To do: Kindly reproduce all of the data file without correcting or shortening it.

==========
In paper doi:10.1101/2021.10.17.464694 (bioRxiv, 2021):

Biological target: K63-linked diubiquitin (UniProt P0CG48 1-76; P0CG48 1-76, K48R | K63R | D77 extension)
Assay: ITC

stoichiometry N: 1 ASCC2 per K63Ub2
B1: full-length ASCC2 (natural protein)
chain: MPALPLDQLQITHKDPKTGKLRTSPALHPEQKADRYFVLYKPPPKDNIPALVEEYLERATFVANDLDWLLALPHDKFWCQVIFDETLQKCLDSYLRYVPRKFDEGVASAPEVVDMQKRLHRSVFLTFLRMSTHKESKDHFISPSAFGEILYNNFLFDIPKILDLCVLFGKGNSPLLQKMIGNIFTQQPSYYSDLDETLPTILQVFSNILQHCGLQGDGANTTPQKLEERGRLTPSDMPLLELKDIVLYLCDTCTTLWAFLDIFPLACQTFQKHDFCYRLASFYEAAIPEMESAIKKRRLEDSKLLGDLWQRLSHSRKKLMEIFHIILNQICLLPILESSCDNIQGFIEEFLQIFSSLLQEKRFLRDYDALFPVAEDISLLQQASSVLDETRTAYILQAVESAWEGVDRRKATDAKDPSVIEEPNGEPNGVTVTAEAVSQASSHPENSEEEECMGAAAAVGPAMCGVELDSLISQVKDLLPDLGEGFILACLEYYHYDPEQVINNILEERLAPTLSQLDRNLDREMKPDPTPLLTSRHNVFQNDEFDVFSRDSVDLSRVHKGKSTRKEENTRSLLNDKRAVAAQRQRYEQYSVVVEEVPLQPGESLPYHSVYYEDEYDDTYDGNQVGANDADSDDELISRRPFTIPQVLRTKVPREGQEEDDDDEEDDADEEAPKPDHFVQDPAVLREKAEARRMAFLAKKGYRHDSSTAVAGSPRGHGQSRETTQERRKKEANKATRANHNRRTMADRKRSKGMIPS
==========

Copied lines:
In paper doi:10.1101/2021.10.17.464694 (bioRxiv, 2021):

Biological target: K63-linked diubiquitin (UniProt P0CG48 1-76; P0CG48 1-76, K48R | K63R | D77 extension)
Assay: ITC

stoichiometry N: 1 ASCC2 per K63Ub2
B1: full-length ASCC2 (natural protein)
chain: MPALPLDQLQITHKDPKTGKLRTSPALHPEQKADRYFVLYKPPPKDNIPALVEEYLERATFVANDLDWLLALPHDKFWCQVIFDETLQKCLDSYLRYVPRKFDEGVASAPEVVDMQKRLHRSVFLTFLRMSTHKESKDHFISPSAFGEILYNNFLFDIPKILDLCVLFGKGNSPLLQKMIGNIFTQQPSYYSDLDETLPTILQVFSNILQHCGLQGDGANTTPQKLEERGRLTPSDMPLLELKDIVLYLCDTCTTLWAFLDIFPLACQTFQKHDFCYRLASFYEAAIPEMESAIKKRRLEDSKLLGDLWQRLSHSRKKLMEIFHIILNQICLLPILESSCDNIQGFIEEFLQIFSSLLQEKRFLRDYDALFPVAEDISLLQQASSVLDETRTAYILQAVESAWEGVDRRKATDAKDPSVIEEPNGEPNGVTVTAEAVSQASSHPENSEEEECMGAAAAVGPAMCGVELDSLISQVKDLLPDLGEGFILACLEYYHYDPEQVINNILEERLAPTLSQLDRNLDREMKPDPTPLLTSRHNVFQNDEFDVFSRDSVDLSRVHKGKSTRKEENTRSLLNDKRAVAAQRQRYEQYSVVVEEVPLQPGESLPYHSVYYEDEYDDTYDGNQVGANDADSDDELISRRPFTIPQVLRTKVPREGQEEDDDDEEDDADEEAPKPDHFVQDPAVLREKAEARRMAFLAKKGYRHDSSTAVAGSPRGHGQSRETTQERRKKEANKATRANHNRRTMADRKRSKGMIPS